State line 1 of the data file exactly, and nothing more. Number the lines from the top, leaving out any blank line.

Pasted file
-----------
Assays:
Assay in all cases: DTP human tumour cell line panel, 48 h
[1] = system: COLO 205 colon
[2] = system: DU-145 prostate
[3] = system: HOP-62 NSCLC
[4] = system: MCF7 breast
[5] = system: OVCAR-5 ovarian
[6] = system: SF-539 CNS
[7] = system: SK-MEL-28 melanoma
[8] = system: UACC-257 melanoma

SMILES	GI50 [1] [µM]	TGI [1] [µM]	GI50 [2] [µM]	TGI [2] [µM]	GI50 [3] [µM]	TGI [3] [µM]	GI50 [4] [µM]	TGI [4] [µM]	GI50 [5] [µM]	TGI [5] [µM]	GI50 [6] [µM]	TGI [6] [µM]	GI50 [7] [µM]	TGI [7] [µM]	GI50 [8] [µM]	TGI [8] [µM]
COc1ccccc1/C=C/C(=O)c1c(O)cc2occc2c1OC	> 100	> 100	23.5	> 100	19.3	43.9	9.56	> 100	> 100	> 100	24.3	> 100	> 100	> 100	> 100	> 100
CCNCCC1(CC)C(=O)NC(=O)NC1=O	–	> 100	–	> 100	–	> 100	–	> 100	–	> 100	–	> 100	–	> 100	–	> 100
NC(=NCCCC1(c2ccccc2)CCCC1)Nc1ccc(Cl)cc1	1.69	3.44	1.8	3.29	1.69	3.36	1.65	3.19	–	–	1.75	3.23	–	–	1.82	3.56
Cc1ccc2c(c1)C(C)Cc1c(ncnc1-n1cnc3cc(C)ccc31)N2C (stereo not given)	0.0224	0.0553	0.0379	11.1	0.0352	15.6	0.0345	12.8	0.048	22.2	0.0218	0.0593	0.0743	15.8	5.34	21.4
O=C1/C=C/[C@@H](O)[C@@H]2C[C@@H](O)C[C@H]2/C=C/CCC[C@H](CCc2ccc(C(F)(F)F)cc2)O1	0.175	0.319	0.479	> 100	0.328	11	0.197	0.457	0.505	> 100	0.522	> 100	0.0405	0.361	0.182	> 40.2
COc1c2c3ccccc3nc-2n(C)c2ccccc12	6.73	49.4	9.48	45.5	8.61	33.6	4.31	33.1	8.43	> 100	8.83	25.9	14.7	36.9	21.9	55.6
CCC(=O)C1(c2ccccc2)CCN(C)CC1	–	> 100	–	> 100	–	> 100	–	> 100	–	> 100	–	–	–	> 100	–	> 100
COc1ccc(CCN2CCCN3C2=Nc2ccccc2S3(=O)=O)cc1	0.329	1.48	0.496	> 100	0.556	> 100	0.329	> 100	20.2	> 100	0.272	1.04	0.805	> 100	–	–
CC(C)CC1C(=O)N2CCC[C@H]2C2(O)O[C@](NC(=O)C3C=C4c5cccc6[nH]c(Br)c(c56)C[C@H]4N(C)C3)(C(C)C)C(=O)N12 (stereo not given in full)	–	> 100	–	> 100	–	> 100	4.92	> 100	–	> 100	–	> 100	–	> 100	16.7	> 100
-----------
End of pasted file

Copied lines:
Assays: